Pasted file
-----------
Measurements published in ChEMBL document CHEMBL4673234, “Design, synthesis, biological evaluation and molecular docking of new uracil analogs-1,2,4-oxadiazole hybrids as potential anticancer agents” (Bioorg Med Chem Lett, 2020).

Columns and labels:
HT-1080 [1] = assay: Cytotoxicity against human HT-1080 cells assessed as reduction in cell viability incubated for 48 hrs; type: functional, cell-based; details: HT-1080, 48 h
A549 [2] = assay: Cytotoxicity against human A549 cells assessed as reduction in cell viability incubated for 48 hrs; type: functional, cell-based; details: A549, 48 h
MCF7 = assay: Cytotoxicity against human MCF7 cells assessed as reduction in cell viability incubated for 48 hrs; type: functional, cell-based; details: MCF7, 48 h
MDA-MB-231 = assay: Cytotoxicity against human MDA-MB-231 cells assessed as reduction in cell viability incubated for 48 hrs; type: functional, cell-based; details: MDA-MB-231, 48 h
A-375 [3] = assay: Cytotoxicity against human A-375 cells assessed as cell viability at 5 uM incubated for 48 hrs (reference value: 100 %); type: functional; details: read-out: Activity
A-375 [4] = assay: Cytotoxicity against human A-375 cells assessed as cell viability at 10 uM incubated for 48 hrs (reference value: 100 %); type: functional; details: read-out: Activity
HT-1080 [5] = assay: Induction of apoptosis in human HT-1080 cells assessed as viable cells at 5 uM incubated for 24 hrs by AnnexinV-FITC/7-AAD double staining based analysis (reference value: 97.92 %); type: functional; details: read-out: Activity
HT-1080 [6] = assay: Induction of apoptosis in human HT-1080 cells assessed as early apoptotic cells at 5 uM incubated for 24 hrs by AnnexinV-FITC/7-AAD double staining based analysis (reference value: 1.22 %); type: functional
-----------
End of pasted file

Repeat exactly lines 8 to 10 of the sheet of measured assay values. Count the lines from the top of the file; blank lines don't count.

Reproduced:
A-375 [4] = assay: Cytotoxicity against human A-375 cells assessed as cell viability at 10 uM incubated for 48 hrs (reference value: 100 %); type: functional; details: read-out: Activity
HT-1080 [5] = assay: Induction of apoptosis in human HT-1080 cells assessed as viable cells at 5 uM incubated for 24 hrs by AnnexinV-FITC/7-AAD double staining based analysis (reference value: 97.92 %); type: functional; details: read-out: Activity
HT-1080 [6] = assay: Induction of apoptosis in human HT-1080 cells assessed as early apoptotic cells at 5 uM incubated for 24 hrs by AnnexinV-FITC/7-AAD double staining based analysis (reference value: 1.22 %); type: functional